A 17-point, 175-Inch Ohio Giant
We’ve all heard the cliché: the whitetail rut is a hunter’s Christmas. The story of Steve Mitchell, a southeast Ohio...
We’ve all heard the cliché: the whitetail rut is a hunter’s Christmas. The story of Steve Mitchell, a southeast Ohio hunter who killed a slammer on Sunday, in Vinton County, reminded me of that. With food plots, trail cameras, and multiple properties to hunt, he was sort of like the kid with a carefully curated list for Santa: He had a pretty good idea of what would show up under the Christmas tree. But then Santa arrived and said, “Son, we’re going to Disney World.” That’s the power of these few weeks in November: Deer you’ve followed all season can disappear, but others can just as easily show up, and make for the hunt of a lifetime.
Here’s Steve’s story, in his own words:
Sunday morning I climbed into a buddy stand on my property at about 6:15 a.m. I originally set it up in case my kids wanted to go hunting, and it isn’t 300 yards from my house. The stand is in the back corner, along a fence line, where three properties touch within 40 yards or so. There’s a lot of cross traffic in this spot in the morning as deer go back to their beds, and I was hoping there’d be a hot doe. Most of the area is open, but there is a real thin section of pines behind the stand that comes out to a point farther down the fence line. At about 8:00 a.m. a small 9-point came out on a hot doe. She circled my stand around and around. It was amazing to watch it unfold. He was probably a 120-ish buck, but we’ve been trying hard to manage the herd for bigger deer—but with neighbors that’s not always a perfect science.
Well, I knew I wasn’t going to shoot the 9-point, so I took out my phone to check a text message. When I looked down I caught something moving near the fence line on my left, in a point of pines. I just knew it was a deer. It was probably 80 yards away and getting closer. I saw the deer’s right side, and I couldn’t count the points, but I could tell he was heavy. I thought, This is a really good deer. He continued to walk toward me, nose to the ground, and stopped broadside. I later walked off the distance at 35 yards.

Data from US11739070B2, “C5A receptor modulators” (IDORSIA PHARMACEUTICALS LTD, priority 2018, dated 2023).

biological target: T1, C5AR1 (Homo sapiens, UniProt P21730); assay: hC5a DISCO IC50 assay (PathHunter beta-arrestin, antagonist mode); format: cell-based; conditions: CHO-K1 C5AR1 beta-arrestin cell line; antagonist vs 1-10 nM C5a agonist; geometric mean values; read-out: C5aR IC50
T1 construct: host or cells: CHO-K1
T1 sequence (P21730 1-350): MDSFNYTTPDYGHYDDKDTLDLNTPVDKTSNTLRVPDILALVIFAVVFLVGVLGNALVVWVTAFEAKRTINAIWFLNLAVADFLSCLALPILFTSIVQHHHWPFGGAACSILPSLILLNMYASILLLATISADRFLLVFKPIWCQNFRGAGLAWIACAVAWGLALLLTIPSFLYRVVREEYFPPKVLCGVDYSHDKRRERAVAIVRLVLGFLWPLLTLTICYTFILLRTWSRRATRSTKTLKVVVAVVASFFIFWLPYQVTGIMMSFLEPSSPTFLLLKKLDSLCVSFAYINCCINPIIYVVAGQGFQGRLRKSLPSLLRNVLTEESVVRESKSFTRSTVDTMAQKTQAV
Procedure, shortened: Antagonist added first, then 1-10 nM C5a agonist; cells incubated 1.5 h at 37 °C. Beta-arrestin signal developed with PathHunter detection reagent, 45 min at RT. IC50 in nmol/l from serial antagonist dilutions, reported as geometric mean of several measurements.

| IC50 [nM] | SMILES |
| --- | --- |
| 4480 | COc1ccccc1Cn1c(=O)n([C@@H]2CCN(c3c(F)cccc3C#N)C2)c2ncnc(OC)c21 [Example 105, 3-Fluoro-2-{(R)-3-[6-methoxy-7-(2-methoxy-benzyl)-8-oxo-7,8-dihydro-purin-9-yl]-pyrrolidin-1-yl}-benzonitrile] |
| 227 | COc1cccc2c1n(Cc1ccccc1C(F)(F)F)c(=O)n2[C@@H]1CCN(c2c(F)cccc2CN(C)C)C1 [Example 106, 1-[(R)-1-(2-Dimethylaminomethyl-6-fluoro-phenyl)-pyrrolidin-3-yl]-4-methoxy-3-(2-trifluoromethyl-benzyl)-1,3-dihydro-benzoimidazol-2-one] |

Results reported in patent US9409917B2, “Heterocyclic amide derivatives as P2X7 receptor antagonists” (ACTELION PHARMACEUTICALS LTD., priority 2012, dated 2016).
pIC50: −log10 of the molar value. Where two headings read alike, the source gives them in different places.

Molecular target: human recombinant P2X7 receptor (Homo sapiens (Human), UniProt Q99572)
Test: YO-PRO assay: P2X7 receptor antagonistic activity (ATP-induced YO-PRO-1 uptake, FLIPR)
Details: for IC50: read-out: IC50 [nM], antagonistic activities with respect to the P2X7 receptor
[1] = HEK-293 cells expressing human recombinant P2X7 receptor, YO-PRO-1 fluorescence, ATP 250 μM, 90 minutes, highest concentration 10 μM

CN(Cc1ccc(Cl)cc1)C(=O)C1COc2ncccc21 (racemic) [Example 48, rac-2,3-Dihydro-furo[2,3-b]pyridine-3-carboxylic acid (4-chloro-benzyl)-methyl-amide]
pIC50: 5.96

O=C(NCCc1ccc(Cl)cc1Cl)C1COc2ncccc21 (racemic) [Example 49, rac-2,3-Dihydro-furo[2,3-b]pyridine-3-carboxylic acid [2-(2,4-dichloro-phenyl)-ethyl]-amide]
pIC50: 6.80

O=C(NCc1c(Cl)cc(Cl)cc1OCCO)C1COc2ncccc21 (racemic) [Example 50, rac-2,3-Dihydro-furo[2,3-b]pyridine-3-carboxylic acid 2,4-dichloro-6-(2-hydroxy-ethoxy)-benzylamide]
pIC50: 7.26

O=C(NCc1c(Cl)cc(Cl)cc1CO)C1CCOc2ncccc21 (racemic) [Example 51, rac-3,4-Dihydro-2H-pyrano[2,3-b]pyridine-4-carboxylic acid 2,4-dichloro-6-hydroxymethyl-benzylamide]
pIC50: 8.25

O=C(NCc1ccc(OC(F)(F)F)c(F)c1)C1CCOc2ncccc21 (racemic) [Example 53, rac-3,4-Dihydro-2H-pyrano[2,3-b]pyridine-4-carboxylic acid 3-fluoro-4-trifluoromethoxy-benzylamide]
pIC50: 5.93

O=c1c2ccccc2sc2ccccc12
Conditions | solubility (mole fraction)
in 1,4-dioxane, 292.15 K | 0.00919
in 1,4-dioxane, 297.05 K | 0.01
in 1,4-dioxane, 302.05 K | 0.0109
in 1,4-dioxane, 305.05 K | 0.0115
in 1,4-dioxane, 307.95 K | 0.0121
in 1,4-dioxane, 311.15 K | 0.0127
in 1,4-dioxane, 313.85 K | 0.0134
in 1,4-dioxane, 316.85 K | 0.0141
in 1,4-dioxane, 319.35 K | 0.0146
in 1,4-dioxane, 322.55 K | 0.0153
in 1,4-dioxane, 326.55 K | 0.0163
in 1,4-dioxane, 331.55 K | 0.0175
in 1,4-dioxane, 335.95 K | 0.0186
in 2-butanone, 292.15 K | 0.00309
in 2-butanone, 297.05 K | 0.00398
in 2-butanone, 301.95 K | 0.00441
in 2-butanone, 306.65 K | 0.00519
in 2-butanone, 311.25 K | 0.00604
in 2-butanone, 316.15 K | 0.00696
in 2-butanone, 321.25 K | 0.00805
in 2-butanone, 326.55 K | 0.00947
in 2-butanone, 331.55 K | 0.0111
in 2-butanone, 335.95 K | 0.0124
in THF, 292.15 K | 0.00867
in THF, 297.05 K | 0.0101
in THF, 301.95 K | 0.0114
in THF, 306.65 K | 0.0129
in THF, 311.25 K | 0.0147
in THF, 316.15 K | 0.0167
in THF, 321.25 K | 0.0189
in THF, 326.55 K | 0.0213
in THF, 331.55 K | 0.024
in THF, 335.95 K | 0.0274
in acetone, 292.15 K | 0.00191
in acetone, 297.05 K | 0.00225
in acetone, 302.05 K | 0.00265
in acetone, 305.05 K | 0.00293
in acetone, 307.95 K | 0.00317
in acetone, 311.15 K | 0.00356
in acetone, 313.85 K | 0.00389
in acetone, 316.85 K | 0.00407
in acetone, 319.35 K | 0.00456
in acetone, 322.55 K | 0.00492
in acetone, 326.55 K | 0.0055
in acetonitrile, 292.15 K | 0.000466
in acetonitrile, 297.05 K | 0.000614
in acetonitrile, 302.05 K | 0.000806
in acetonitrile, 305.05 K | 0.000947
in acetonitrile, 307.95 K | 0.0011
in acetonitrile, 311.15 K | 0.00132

I practice shooting my bow a lot, especially in the off-season, but it can get hard with kids. I felt like all that practice, the hours of hanging stands, the days of checking cameras, the years I’ve spent in trees, it all came down to this moment.
When I shot, I heard that distinct sound of an arrow hitting a deer, but he didn’t react at all. He just stood there. It was like when you shoot at a deer with a gun and miss, and they don’t know where the sound came from, and they just look around. It was just like that, and I started thinking, “Did I just miss this deer?” I fumbled around for another arrow, but before I could get it nocked, he just turned around and walked off the way he’d come. I looked for an arrow sticking out of his side, but I couldn’t see anything. I didn’t see any blood pouring out, either. So after about 20 minutes, which felt like an hour, I told myself I needed to at least find my arrow. I couldn’t find it, but walking around I looked down the hill and saw him lying there. Walking up on that deer, I realized what I had shot, and it all started sinking in: This is the buck of a lifetime. This is the buck of my lifetime.
Thinking back on it, I used my 25-yard pin, so the shot was low, but I couldn’t have hit the heart any better had I tried. A lot of friends, neighbors, and, really, the whole community have been so supportive and so congratulatory. It’s been a really neat experience. I had no history with this deer whatsoever. I’ve had trail cameras in the area for the past four years and don’t have a single picture of him. After the fact, I heard that a guy doing construction on a neighbor’s house saw this buck last week coming off a different property, but I don’t know anyone who was after him. I hunt with a group of friends. We call ourselves Trifecta Outdoors, and our motto is “Expect the unexpected.” And low and behold, the unexpected really happened—right in my own backyard.